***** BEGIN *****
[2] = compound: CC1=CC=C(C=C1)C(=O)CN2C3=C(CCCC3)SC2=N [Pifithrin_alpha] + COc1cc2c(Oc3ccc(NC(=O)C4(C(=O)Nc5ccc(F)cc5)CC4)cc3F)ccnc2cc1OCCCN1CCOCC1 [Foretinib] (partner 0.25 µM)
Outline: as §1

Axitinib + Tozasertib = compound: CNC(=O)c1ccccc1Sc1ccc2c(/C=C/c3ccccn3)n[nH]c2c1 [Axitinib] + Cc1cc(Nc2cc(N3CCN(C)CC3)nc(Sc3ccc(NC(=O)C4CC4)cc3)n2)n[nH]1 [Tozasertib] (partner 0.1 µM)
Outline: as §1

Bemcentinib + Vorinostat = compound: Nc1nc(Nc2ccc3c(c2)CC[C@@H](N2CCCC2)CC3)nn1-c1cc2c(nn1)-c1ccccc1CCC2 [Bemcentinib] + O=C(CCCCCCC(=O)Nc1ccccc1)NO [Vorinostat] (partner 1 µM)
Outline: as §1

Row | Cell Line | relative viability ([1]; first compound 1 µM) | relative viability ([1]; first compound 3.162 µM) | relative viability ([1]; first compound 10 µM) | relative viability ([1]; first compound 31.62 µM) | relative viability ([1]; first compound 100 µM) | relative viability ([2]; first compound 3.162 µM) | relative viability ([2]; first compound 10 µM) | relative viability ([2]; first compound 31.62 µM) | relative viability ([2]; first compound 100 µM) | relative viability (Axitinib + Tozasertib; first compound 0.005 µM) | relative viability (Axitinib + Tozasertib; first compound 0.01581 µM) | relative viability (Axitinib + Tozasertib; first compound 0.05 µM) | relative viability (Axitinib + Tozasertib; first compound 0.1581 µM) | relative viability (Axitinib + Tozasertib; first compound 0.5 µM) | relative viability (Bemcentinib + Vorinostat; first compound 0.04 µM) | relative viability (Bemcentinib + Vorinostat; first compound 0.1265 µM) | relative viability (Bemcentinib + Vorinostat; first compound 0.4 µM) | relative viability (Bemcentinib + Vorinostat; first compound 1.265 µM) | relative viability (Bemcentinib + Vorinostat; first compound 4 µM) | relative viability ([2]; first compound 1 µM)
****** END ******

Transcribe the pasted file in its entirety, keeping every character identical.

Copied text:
[2] = compound: CC1=CC=C(C=C1)C(=O)CN2C3=C(CCCC3)SC2=N [Pifithrin_alpha] + COc1cc2c(Oc3ccc(NC(=O)C4(C(=O)Nc5ccc(F)cc5)CC4)cc3F)ccnc2cc1OCCCN1CCOCC1 [Foretinib] (partner 0.25 µM)
Outline: as §1

Axitinib + Tozasertib = compound: CNC(=O)c1ccccc1Sc1ccc2c(/C=C/c3ccccn3)n[nH]c2c1 [Axitinib] + Cc1cc(Nc2cc(N3CCN(C)CC3)nc(Sc3ccc(NC(=O)C4CC4)cc3)n2)n[nH]1 [Tozasertib] (partner 0.1 µM)
Outline: as §1

Bemcentinib + Vorinostat = compound: Nc1nc(Nc2ccc3c(c2)CC[C@@H](N2CCCC2)CC3)nn1-c1cc2c(nn1)-c1ccccc1CCC2 [Bemcentinib] + O=C(CCCCCCC(=O)Nc1ccccc1)NO [Vorinostat] (partner 1 µM)
Outline: as §1

Row | Cell Line | relative viability ([1]; first compound 1 µM) | relative viability ([1]; first compound 3.162 µM) | relative viability ([1]; first compound 10 µM) | relative viability ([1]; first compound 31.62 µM) | relative viability ([1]; first compound 100 µM) | relative viability ([2]; first compound 3.162 µM) | relative viability ([2]; first compound 10 µM) | relative viability ([2]; first compound 31.62 µM) | relative viability ([2]; first compound 100 µM) | relative viability (Axitinib + Tozasertib; first compound 0.005 µM) | relative viability (Axitinib + Tozasertib; first compound 0.01581 µM) | relative viability (Axitinib + Tozasertib; first compound 0.05 µM) | relative viability (Axitinib + Tozasertib; first compound 0.1581 µM) | relative viability (Axitinib + Tozasertib; first compound 0.5 µM) | relative viability (Bemcentinib + Vorinostat; first compound 0.04 µM) | relative viability (Bemcentinib + Vorinostat; first compound 0.1265 µM) | relative viability (Bemcentinib + Vorinostat; first compound 0.4 µM) | relative viability (Bemcentinib + Vorinostat; first compound 1.265 µM) | relative viability (Bemcentinib + Vorinostat; first compound 4 µM) | relative viability ([2]; first compound 1 µM)